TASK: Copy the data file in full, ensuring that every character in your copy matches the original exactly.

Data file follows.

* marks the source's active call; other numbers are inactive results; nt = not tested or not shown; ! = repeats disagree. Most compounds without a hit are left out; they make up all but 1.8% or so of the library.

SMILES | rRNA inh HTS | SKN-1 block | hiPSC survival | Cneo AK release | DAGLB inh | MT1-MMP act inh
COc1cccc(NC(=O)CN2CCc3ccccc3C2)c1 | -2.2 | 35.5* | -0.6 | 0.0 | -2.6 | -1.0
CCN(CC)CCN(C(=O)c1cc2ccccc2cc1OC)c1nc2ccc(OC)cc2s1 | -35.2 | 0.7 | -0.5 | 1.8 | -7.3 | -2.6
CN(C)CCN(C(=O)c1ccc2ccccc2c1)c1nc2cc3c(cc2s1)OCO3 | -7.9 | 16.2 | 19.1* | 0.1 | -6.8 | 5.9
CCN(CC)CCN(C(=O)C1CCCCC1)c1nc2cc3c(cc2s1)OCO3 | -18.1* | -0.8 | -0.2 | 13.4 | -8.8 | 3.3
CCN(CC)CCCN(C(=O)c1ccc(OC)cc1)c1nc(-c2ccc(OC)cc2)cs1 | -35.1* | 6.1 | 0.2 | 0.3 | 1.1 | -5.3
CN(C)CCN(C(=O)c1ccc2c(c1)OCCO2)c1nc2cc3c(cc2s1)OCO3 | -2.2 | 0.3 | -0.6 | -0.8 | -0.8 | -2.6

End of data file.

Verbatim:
* marks the source's active call; other numbers are inactive results; nt = not tested or not shown; ! = repeats disagree. Most compounds without a hit are left out; they make up all but 1.8% or so of the library.

SMILES | rRNA inh HTS | SKN-1 block | hiPSC survival | Cneo AK release | DAGLB inh | MT1-MMP act inh
COc1cccc(NC(=O)CN2CCc3ccccc3C2)c1 | -2.2 | 35.5* | -0.6 | 0.0 | -2.6 | -1.0
CCN(CC)CCN(C(=O)c1cc2ccccc2cc1OC)c1nc2ccc(OC)cc2s1 | -35.2 | 0.7 | -0.5 | 1.8 | -7.3 | -2.6
CN(C)CCN(C(=O)c1ccc2ccccc2c1)c1nc2cc3c(cc2s1)OCO3 | -7.9 | 16.2 | 19.1* | 0.1 | -6.8 | 5.9
CCN(CC)CCN(C(=O)C1CCCCC1)c1nc2cc3c(cc2s1)OCO3 | -18.1* | -0.8 | -0.2 | 13.4 | -8.8 | 3.3
CCN(CC)CCCN(C(=O)c1ccc(OC)cc1)c1nc(-c2ccc(OC)cc2)cs1 | -35.1* | 6.1 | 0.2 | 0.3 | 1.1 | -5.3
CN(C)CCN(C(=O)c1ccc2c(c1)OCCO2)c1nc2cc3c(cc2s1)OCO3 | -2.2 | 0.3 | -0.6 | -0.8 | -0.8 | -2.6